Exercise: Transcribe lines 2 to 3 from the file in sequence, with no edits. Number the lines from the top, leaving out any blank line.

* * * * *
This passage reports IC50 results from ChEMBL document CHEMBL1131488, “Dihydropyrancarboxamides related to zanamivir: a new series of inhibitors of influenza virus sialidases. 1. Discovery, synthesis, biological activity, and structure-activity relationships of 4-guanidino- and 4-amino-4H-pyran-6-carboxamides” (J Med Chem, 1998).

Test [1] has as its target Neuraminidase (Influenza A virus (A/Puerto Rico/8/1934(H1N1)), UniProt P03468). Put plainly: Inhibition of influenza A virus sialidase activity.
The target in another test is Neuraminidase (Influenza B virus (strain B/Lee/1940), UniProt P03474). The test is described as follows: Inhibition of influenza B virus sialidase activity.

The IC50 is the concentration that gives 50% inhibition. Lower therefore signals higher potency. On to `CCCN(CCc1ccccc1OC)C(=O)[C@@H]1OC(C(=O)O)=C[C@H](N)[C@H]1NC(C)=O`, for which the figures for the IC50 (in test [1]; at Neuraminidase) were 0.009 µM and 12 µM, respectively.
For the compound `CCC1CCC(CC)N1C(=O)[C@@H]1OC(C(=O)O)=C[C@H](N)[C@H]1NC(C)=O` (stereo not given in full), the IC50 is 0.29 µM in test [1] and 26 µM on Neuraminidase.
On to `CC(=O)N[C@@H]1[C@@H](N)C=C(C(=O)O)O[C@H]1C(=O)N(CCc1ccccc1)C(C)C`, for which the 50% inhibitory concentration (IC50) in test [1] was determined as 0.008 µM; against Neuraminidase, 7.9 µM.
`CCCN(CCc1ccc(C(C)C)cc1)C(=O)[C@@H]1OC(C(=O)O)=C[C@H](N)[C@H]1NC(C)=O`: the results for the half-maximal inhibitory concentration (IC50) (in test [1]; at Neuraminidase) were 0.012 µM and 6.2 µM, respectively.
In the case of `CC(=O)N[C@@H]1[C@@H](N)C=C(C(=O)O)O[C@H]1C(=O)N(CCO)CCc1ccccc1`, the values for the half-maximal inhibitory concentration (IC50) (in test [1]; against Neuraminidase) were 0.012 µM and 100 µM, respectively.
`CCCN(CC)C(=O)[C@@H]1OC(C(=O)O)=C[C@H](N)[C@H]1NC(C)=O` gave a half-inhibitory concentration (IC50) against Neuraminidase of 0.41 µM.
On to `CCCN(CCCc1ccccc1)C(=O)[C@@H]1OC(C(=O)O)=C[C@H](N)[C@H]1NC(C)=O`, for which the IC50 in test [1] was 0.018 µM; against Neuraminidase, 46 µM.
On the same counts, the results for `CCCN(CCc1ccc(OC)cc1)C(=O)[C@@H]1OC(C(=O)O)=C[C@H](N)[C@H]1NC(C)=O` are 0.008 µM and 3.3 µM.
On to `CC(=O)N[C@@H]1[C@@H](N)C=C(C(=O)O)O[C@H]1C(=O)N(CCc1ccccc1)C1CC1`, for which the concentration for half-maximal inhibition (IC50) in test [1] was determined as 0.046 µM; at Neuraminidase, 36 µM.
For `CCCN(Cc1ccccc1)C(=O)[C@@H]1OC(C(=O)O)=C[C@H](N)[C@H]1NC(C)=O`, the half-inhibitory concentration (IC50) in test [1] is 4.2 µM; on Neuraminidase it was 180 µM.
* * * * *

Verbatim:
Test [1] has as its target Neuraminidase (Influenza A virus (A/Puerto Rico/8/1934(H1N1)), UniProt P03468). Put plainly: Inhibition of influenza A virus sialidase activity.
The target in another test is Neuraminidase (Influenza B virus (strain B/Lee/1940), UniProt P03474). The test is described as follows: Inhibition of influenza B virus sialidase activity.